Russia’s Trade with African Countries (in millions dollars)
Trade turnover with all countries, including:
Trade turnover with African countries South of Sahara
Share of Russia in whole African export
0.30 (2012 г.)
Share of Russia in whole African import
1,45 (2012 г.)
Trade with Africa constitutes less than 2 percent of Russia’s trade turnover. According to the official statistics of the Federal Customs Service, the share of whole Southern Africa, including South Africa, in Russia’s international trade is 0.1 percent (for example - the share for Brazil is 1%, 1.6% for India, 7% for China). Certainly, this share is very low.
Russian companies’ investment occupies the top position in bilateral relations. The activities of major companies such as Lukoil, Severstal, Renova, Rusal, Evraz, Gazprom, is the most dynamic.
The FDI stock of Russian companies in Africa amount to $8-10 bn, with about $13 bn total declared investments for 5-10 years. 70-80 percent of Russian companies’ investments are connected with exploring and extraction of raw materials. Russian companies are actively engaged in IT services, finances, space, nuclear power plants construction, etc. Cooperation with Russian business is attractive for African partners because they have financial resources, effective technologies, and highly qualified specialists.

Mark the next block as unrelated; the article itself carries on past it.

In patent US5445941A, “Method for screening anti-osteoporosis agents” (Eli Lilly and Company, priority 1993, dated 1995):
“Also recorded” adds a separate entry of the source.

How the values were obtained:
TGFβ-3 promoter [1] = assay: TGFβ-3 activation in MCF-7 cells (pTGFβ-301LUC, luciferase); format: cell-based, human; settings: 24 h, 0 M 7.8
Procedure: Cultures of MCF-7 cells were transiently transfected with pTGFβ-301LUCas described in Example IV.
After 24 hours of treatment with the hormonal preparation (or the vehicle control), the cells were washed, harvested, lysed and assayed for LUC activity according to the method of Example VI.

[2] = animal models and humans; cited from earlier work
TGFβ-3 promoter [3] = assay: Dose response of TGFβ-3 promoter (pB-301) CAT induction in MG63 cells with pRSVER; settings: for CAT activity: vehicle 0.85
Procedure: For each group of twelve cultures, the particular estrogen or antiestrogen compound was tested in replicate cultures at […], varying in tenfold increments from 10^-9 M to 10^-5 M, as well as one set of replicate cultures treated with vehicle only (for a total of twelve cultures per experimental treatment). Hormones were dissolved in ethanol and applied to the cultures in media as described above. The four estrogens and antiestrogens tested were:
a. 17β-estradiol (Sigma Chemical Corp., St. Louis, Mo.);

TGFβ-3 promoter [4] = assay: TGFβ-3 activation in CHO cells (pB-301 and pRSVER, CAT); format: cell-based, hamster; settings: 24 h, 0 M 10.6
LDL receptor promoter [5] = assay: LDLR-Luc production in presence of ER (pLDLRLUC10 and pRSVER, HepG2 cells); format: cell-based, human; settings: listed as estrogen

Russia and 10 African countries signed agreements about the peaceful use of nuclear energy. In January 2016, the construction of nuclear station in Egypt has begun. In military-technical ties, more than 20 African countries are Russia’s partners.